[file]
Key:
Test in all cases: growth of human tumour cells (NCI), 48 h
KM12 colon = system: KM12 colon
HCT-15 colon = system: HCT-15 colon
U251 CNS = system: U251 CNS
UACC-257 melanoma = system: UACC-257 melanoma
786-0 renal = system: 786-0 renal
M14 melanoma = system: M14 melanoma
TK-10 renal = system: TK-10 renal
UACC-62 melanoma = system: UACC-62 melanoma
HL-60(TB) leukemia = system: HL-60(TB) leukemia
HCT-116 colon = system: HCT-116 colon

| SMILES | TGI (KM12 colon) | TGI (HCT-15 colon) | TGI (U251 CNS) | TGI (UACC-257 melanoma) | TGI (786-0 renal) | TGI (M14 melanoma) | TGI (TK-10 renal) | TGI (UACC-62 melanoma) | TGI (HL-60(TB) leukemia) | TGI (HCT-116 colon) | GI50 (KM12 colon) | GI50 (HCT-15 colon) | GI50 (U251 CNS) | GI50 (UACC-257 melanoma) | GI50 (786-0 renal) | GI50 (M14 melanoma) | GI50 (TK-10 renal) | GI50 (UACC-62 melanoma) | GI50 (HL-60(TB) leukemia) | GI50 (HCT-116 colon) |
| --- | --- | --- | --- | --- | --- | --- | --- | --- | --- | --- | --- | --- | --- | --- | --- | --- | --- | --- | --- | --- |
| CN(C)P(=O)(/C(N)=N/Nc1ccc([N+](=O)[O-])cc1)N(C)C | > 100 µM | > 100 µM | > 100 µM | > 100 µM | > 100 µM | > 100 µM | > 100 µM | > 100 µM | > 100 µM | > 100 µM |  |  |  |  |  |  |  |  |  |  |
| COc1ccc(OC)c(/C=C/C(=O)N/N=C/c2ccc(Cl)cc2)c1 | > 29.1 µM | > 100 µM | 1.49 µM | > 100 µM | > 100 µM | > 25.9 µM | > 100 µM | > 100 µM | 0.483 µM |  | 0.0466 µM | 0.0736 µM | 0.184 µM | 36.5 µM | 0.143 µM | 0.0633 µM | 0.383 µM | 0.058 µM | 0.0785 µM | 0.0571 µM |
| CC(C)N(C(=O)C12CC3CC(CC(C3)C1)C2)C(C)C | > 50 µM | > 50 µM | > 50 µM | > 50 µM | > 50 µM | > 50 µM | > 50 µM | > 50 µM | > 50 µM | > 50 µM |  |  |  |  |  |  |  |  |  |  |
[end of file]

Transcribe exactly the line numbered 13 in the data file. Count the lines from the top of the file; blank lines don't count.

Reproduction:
| SMILES | TGI (KM12 colon) | TGI (HCT-15 colon) | TGI (U251 CNS) | TGI (UACC-257 melanoma) | TGI (786-0 renal) | TGI (M14 melanoma) | TGI (TK-10 renal) | TGI (UACC-62 melanoma) | TGI (HL-60(TB) leukemia) | TGI (HCT-116 colon) | GI50 (KM12 colon) | GI50 (HCT-15 colon) | GI50 (U251 CNS) | GI50 (UACC-257 melanoma) | GI50 (786-0 renal) | GI50 (M14 melanoma) | GI50 (TK-10 renal) | GI50 (UACC-62 melanoma) | GI50 (HL-60(TB) leukemia) | GI50 (HCT-116 colon) |